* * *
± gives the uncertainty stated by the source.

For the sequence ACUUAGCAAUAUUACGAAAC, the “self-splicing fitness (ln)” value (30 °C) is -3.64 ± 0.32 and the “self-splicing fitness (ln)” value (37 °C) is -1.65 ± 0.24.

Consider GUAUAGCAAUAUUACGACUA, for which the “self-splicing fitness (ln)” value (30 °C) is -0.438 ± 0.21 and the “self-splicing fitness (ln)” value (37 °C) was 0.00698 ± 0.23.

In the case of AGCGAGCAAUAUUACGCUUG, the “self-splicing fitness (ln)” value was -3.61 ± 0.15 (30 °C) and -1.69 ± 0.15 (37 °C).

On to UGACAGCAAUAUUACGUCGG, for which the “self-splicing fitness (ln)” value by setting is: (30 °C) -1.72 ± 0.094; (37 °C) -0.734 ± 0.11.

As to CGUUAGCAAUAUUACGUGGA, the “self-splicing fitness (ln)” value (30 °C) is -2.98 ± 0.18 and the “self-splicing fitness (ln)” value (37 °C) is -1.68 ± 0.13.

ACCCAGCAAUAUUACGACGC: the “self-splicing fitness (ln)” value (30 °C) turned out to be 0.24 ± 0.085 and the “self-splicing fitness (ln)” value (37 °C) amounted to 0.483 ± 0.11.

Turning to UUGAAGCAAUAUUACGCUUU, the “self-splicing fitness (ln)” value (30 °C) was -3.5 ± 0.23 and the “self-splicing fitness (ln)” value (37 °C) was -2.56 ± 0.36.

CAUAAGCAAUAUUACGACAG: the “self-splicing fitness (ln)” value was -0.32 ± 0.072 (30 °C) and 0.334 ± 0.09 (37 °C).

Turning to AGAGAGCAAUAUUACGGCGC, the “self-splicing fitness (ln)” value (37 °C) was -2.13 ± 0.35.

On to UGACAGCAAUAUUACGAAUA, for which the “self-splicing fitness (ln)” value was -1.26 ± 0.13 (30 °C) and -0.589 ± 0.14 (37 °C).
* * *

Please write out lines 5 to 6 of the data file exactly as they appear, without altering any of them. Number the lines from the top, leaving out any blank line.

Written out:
On to UGACAGCAAUAUUACGUCGG, for which the “self-splicing fitness (ln)” value by setting is: (30 °C) -1.72 ± 0.094; (37 °C) -0.734 ± 0.11.

As to CGUUAGCAAUAUUACGUGGA, the “self-splicing fitness (ln)” value (30 °C) is -2.98 ± 0.18 and the “self-splicing fitness (ln)” value (37 °C) is -1.68 ± 0.13.